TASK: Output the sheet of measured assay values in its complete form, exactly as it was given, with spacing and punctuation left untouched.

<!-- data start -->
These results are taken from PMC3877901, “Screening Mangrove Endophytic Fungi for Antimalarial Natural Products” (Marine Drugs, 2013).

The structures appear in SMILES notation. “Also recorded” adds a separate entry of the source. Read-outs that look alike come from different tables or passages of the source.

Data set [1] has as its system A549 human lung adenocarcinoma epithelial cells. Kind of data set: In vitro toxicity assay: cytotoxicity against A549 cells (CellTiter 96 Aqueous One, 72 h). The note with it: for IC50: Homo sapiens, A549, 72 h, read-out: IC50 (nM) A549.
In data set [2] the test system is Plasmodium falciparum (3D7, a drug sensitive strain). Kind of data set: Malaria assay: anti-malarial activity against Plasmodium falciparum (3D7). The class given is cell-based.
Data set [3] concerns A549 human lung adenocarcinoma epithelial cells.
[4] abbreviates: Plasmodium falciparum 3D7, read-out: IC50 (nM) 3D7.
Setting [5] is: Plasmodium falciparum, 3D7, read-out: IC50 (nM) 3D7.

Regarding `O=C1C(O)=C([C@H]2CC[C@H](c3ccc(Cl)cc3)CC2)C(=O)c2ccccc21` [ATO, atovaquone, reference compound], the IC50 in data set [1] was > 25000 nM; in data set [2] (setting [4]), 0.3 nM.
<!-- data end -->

These results are taken from PMC3877901, “Screening Mangrove Endophytic Fungi for Antimalarial Natural Products” (Marine Drugs, 2013).

The structures appear in SMILES notation. “Also recorded” adds a separate entry of the source. Read-outs that look alike come from different tables or passages of the source.

Data set [1] has as its system A549 human lung adenocarcinoma epithelial cells. Kind of data set: In vitro toxicity assay: cytotoxicity against A549 cells (CellTiter 96 Aqueous One, 72 h). The note with it: for IC50: Homo sapiens, A549, 72 h, read-out: IC50 (nM) A549.
In data set [2] the test system is Plasmodium falciparum (3D7, a drug sensitive strain). Kind of data set: Malaria assay: anti-malarial activity against Plasmodium falciparum (3D7). The class given is cell-based.
Data set [3] concerns A549 human lung adenocarcinoma epithelial cells.
[4] abbreviates: Plasmodium falciparum 3D7, read-out: IC50 (nM) 3D7.
Setting [5] is: Plasmodium falciparum, 3D7, read-out: IC50 (nM) 3D7.

Regarding `O=C1C(O)=C([C@H]2CC[C@H](c3ccc(Cl)cc3)CC2)C(=O)c2ccccc21` [ATO, atovaquone, reference compound], the IC50 in data set [1] was > 25000 nM; in data set [2] (setting [4]), 0.3 nM.